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Sleepwalking through an epidemic: why social work should wake up to the threat of Hepatitis C

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Sleepwalking through an epidemic : why social work should wake up to the threat of Hepatitis C. / Paylor, Ian; Orgel, Michael.

In: British Journal of Social Work, Vol. 36, No. 6, 2004, p. 897-906.

Research output: Contribution to journalJournal article

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Paylor, Ian ; Orgel, Michael. / Sleepwalking through an epidemic : why social work should wake up to the threat of Hepatitis C. In: British Journal of Social Work. 2004 ; Vol. 36, No. 6. pp. 897-906.

Bibtex

@article{868dd24a876147a0a5679a1d9b666c7e,
title = "Sleepwalking through an epidemic: why social work should wake up to the threat of Hepatitis C",
abstract = "One of the many consequences of injecting drug use is the potential risk to infectious blood-borne viruses. There is evidence that the risk of contracting Hepatitis C (HCV) is greater than that of HIV. Despite repeated warnings from a variety of sources and thousands of new infections among drug users each year and rising incidents of {\textquoteleft}'crack{\textquoteright} injecting, successive governments have failed to address a public health emergency of immense proportions - the HCV epidemic. This article explores this issue and the implications it has for social work.",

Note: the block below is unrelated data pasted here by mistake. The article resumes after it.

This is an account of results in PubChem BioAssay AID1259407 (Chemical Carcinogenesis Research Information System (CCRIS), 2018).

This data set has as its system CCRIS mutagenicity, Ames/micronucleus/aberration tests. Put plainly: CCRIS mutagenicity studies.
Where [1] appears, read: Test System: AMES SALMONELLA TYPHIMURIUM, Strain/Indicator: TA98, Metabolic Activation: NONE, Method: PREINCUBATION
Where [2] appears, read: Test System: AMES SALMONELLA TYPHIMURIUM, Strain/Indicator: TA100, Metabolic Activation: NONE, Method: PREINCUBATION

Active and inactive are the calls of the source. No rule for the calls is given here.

keywords = "HCV , drug users , injecting , epidemic",
author = "Ian Paylor and Michael Orgel",
year = "2004",
doi = "10.1093/bjsw/bch107",
language = "English",
volume = "36",
pages = "897--906",
journal = "British Journal of Social Work",
issn = "0045-3102",
publisher = "Oxford University Press",
number = "6",

}

RIS

TY - JOUR

T1 - Sleepwalking through an epidemic

T2 - why social work should wake up to the threat of Hepatitis C

AU - Paylor, Ian

AU - Orgel, Michael

PY - 2004

Y1 - 2004

N2 - One of the many consequences of injecting drug use is the potential risk to infectious blood-borne viruses. There is evidence that the risk of contracting Hepatitis C (HCV) is greater than that of HIV. Despite repeated warnings from a variety of sources and thousands of new infections among drug users each year and rising incidents of ‘'crack’ injecting, successive governments have failed to address a public health emergency of immense proportions - the HCV epidemic. This article explores this issue and the implications it has for social work.

AB - One of the many consequences of injecting drug use is the potential risk to infectious blood-borne viruses. There is evidence that the risk of contracting Hepatitis C (HCV) is greater than that of HIV. Despite repeated warnings from a variety of sources and thousands of new infections among drug users each year and rising incidents of ‘'crack’ injecting, successive governments have failed to address a public health emergency of immense proportions - the HCV epidemic. This article explores this issue and the implications it has for social work.

KW - HCV

KW - drug users

KW - injecting

KW - epidemic

U2 - 10.1093/bjsw/bch107

DO - 10.1093/bjsw/bch107

M3 - Journal article

VL - 36

SP - 897

EP - 906

JO - British Journal of Social Work

JF - British Journal of Social Work

SN - 0045-3102

IS - 6

ER -